How to Give Your Full Attention to Tasks at Hand
May 30, 2022
Nowadays, focusing on the task at hand is an increasingly rare skill that can give you an edge in all areas of your life. Increasing your capability for concentrated work will do wonders for your productivity.
In this post, I will cover strategies that can help you improve your focus and increase your attention span.
Focus is a muscle that you can train
Focus is the ability to direct your attention to a task or activity and block out distractions.
Think of focus as a spotlight. When you focus your attention on a task, it's as if you're shining a bright light on it. This allows you to see the task more clearly and work on it more effectively.
Most people think that focusing is an innate skill - you either have it or you don't. But that's like saying, you're either born fit or you're not. The ability to focus is a skill, just like any other, that can be learned and developed over time.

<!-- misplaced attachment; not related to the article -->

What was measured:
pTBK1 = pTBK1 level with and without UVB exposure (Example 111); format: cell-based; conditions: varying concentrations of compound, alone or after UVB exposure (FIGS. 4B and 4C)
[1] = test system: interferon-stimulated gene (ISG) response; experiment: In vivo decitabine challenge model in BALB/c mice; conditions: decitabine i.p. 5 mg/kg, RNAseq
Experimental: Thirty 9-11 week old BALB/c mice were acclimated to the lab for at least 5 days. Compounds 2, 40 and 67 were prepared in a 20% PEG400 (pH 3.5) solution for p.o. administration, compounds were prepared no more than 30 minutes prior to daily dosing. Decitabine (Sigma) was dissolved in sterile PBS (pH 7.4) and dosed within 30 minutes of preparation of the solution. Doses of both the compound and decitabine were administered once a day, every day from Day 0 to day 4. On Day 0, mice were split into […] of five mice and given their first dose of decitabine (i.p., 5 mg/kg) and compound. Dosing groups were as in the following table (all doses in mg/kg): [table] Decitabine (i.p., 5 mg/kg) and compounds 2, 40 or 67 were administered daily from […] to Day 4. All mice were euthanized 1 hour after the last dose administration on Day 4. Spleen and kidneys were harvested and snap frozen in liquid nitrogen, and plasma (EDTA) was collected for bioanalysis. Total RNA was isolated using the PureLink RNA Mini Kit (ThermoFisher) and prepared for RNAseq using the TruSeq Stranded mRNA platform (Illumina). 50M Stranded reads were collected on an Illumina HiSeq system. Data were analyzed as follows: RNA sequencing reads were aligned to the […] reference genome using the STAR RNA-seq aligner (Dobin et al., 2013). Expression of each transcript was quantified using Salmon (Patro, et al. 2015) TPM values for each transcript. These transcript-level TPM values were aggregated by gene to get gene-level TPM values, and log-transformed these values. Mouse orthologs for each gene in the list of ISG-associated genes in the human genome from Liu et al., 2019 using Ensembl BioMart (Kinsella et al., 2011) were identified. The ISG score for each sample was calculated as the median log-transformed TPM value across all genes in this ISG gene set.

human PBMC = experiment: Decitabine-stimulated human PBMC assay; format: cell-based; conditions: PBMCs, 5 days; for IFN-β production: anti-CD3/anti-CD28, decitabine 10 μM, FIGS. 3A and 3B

Sure, some of us are naturally more inclined to focus than others. But the focus is a muscle that anyone can train. The more you practice, the better you become at it.
How to manage distractions
One of the main reasons people struggle to focus is distracting things happening around them constantly.
Whether it’s a colleague talking loudly on the phone, the sound of traffic outside, or a notification from your phone, these distractions are disruptive and seemingly never-ending.
The best way to manage distractions is to create a distraction-free environment for yourself that gives you the quiet you need to focus.
For example, you can move your desk away from the window to reduce noise pollution, turn off your phone, or use a noise-canceling headset.
It's also crucial to plan and prioritize your tasks to avoid getting sidetracked. When you have a clear plan of what you need to do and when you need to do it, you're less likely to get distracted by unimportant tasks that tend to come up.